A Picture is Worth a Thousand Words - the Oil Coated Gulf

As the Gulf of Mexico disaster continues to unfold, the oily images that we keep seeing are both horrifying and a harbinger of any future that remains yoked to fossil fuels.  The photos and videos now coming out of the Gulf mark the greatest environmental disaster in this country’s history, and they cannot – they must not—be ignored.

These pictures aren’t worth a mere thousand words. They are worth volumes; they are archival in their significance. Yet words, too, have great power – sometimes in ways that are not intended.  With this in mind, NRDC’s media team has produced a powerful video clip that combines some of the spill’s most arresting images with quotes from BP’s CEO Tony Hayward.  The clip is set to Skeeter Davis’ haunting and bittersweet song, “The End of the World.”

The juxtaposition of the spill’s apocalyptic images– dead sea turtles, marine birds covered with oil, demoralized fishermen and disaster relief workers – with Howard’s clueless observations show just how far astray our addition to oil has taken us. As the oil spews at the rate of thousands of barrels a day, Howard blandly asserts that “…almost nothing has escaped...”  The impact of the disaster, he claims, is “…likely to have been very, very low.”   Later, Howard implies reaction to the spill is excessive because “…The amount of the volume of oil and dispersant…is tiny in relation to the total volume of (the Gulf’s) water…”  And despite hard evidence to the contrary, Howard insists the “…oil is on the surface -- there aren’t any (underwater) plumes…”

And in perhaps his most insensitive statement, Howard demonstrates his concern over the damage BP has wrought:  “…There’s no one who wants this over more than I do.  I’d like my life back…”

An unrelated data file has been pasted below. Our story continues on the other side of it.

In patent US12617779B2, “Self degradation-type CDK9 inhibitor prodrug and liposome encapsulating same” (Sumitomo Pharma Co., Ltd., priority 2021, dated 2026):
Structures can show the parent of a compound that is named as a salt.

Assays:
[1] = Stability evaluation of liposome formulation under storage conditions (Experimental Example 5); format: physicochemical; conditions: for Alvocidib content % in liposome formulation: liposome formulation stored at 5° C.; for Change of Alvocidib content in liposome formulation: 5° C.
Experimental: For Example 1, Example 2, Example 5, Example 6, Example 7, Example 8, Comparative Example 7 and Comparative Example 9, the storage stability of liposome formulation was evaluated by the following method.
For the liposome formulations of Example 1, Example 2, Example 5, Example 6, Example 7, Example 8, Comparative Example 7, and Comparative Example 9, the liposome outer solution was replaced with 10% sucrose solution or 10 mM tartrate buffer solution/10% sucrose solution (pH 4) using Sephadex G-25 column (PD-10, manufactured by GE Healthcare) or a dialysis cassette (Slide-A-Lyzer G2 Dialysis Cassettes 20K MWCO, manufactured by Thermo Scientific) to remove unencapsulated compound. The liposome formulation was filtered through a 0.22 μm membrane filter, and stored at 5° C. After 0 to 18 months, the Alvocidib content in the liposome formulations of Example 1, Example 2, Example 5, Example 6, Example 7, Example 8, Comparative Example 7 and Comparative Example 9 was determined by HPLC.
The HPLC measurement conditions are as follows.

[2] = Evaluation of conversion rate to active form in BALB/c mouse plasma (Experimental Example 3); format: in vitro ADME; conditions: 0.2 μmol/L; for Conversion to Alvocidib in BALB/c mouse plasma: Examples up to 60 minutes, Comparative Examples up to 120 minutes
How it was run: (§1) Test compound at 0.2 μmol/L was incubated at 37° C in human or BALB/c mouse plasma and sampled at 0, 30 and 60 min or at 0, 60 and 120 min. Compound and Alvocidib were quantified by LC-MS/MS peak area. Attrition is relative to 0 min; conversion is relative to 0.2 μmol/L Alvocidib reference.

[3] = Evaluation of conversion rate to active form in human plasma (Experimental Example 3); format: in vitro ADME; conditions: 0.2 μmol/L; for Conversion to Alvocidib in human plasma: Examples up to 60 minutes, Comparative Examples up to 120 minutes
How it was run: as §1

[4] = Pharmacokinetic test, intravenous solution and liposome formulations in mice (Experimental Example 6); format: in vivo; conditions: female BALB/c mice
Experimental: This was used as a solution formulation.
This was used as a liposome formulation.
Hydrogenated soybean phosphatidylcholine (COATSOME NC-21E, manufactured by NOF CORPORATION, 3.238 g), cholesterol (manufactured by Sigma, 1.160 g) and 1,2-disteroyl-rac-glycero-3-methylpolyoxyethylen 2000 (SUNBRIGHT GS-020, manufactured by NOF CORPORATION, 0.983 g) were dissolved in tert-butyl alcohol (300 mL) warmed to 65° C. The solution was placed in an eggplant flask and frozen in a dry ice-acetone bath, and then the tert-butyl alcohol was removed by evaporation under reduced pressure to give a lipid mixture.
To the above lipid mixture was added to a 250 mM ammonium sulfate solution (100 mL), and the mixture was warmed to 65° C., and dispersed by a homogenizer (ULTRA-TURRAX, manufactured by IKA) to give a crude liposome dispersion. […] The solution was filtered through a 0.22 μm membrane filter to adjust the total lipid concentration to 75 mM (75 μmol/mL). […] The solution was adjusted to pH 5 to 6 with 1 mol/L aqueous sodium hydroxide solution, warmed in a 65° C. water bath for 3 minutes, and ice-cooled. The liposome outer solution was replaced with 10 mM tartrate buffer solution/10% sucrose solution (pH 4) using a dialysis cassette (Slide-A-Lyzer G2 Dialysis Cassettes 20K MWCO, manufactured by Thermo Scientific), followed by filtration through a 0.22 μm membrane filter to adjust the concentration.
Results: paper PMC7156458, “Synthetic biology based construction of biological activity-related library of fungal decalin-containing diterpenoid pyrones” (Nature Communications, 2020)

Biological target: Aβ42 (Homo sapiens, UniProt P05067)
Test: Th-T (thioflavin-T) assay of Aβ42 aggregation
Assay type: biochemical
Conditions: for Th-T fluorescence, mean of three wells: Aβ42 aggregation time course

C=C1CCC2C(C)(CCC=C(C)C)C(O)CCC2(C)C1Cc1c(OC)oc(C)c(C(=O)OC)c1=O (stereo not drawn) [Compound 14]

Welcome to the club, Tony – we’d all like our lives back, especially those folks who live and work along the waters of the Gulf of Mexico. While the resolution of the Gulf disaster remains wholly unclear, we can still do a great deal to avoid similar catastrophes in the coming years and decades. Specifically, Congress can pass a comprehensive energy and climate bill by the end of the summer. And in California, we can demand full implementation of AB 32, the Global Warming Solutions Act.  AB 32 will stimulate research and development in clean tech and alternative fuels while simultaneously reducing greenhouse gas emissions; it points the way to a prosperous economy and environmental security.

Finally, we can do something to help the communities of the Gulf by contributing to NRDC’s Gulf Coast Recovery Fund.  One hundred percent of the proceeds will be devoted to providing aid and support to the human beings and wildlife devastated by the spill.